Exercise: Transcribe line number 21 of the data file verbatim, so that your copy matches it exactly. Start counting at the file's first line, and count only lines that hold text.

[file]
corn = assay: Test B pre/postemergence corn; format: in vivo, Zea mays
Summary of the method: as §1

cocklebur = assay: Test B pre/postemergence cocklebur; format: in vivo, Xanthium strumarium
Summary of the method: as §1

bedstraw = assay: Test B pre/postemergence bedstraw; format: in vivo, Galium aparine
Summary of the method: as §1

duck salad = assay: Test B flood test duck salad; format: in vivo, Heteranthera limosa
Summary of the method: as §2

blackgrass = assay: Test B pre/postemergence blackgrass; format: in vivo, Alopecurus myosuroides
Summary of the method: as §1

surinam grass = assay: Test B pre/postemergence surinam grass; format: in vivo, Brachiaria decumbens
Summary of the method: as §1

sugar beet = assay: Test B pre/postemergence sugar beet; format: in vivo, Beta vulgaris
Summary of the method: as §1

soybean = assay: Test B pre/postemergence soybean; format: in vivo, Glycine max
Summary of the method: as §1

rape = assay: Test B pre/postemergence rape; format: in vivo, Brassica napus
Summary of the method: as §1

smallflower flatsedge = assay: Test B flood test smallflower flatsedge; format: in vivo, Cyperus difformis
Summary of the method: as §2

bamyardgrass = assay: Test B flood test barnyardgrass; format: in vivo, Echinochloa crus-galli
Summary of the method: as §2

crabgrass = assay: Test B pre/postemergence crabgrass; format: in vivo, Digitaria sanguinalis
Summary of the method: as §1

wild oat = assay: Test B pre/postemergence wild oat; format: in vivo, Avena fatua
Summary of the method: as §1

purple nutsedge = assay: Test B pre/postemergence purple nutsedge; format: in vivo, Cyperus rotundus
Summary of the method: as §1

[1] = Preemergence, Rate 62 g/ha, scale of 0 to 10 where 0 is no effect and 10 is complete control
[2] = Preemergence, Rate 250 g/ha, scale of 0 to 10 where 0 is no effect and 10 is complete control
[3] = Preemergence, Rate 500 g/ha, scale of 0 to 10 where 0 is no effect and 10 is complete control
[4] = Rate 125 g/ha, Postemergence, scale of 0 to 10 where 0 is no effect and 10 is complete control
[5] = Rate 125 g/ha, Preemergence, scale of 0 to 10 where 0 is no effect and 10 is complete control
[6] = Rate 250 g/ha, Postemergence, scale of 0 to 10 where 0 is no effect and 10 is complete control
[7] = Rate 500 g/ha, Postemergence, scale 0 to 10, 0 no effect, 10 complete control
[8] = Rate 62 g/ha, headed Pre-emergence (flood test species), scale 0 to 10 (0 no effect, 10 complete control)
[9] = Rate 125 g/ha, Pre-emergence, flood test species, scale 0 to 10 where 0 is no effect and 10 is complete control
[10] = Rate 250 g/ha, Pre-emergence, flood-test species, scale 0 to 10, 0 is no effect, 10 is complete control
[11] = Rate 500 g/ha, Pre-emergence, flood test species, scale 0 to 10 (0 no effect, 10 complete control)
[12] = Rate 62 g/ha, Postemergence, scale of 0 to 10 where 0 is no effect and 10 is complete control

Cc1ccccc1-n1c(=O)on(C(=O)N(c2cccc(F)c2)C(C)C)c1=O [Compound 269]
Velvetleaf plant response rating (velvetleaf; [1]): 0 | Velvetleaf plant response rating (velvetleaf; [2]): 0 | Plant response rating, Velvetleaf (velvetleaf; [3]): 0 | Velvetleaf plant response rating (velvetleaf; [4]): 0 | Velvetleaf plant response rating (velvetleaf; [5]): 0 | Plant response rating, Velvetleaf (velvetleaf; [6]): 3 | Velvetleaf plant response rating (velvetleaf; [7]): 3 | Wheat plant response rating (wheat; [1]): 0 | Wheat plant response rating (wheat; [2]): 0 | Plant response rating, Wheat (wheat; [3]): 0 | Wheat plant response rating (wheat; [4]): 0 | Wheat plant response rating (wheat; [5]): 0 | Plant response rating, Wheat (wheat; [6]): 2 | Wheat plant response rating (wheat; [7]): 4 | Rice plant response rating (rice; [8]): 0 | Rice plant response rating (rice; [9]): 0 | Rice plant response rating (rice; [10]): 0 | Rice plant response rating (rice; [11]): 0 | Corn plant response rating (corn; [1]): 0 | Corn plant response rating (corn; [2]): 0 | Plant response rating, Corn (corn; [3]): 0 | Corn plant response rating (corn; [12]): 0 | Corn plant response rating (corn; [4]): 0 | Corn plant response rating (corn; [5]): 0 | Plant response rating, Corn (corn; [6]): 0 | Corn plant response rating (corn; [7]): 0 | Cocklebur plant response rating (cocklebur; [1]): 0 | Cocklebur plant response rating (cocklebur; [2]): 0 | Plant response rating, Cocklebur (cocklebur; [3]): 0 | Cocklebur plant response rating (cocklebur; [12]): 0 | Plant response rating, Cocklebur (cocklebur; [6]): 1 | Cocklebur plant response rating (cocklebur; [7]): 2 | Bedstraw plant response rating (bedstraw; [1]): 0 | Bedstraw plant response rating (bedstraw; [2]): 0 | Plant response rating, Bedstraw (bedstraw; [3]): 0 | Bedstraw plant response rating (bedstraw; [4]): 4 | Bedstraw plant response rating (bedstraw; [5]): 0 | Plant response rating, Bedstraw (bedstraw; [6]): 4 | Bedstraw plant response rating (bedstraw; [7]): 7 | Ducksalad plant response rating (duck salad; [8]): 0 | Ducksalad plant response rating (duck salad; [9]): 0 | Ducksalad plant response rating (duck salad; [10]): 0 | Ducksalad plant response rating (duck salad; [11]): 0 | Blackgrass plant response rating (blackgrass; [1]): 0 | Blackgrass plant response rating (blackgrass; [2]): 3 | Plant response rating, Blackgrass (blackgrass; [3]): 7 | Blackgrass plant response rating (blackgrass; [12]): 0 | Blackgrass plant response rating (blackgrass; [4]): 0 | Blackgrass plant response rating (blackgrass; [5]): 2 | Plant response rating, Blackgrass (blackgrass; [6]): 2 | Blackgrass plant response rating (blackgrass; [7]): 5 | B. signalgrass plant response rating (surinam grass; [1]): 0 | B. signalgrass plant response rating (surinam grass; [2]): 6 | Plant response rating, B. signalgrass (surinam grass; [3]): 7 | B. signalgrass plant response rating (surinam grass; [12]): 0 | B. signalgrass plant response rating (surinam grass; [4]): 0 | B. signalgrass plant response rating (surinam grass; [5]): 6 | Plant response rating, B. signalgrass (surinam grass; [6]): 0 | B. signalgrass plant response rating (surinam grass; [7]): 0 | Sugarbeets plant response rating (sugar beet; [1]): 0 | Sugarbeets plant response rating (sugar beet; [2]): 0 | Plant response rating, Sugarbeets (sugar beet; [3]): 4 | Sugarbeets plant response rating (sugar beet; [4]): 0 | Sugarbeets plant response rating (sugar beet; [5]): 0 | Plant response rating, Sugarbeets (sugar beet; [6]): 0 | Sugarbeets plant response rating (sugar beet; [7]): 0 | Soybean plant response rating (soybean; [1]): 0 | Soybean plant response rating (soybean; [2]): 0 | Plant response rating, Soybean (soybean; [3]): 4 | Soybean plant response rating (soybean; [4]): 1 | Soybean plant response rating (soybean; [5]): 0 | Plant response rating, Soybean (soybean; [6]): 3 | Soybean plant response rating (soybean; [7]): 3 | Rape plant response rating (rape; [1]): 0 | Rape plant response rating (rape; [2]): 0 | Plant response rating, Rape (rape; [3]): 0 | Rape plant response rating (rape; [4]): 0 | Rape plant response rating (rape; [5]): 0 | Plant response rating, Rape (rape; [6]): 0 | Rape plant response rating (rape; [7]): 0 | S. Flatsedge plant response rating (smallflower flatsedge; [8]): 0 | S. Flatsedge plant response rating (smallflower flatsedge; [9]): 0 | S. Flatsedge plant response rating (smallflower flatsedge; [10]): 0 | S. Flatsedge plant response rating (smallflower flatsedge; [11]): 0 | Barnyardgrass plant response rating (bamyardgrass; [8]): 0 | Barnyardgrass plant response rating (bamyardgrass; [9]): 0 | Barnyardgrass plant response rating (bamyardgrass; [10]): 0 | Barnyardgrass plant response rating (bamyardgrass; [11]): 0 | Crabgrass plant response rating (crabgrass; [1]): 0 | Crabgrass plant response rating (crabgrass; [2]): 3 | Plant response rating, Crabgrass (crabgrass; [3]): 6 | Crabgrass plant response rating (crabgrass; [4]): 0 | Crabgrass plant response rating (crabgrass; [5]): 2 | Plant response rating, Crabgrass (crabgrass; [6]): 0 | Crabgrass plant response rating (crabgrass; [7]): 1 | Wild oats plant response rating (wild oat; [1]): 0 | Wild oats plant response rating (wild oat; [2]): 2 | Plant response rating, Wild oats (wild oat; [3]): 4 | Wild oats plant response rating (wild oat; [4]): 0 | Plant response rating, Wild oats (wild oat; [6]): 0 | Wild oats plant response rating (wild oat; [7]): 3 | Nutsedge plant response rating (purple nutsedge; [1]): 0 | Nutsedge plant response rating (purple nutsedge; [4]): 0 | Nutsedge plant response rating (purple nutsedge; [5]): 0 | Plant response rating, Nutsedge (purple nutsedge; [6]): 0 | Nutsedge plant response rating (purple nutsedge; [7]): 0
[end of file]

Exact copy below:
bamyardgrass = assay: Test B flood test barnyardgrass; format: in vivo, Echinochloa crus-galli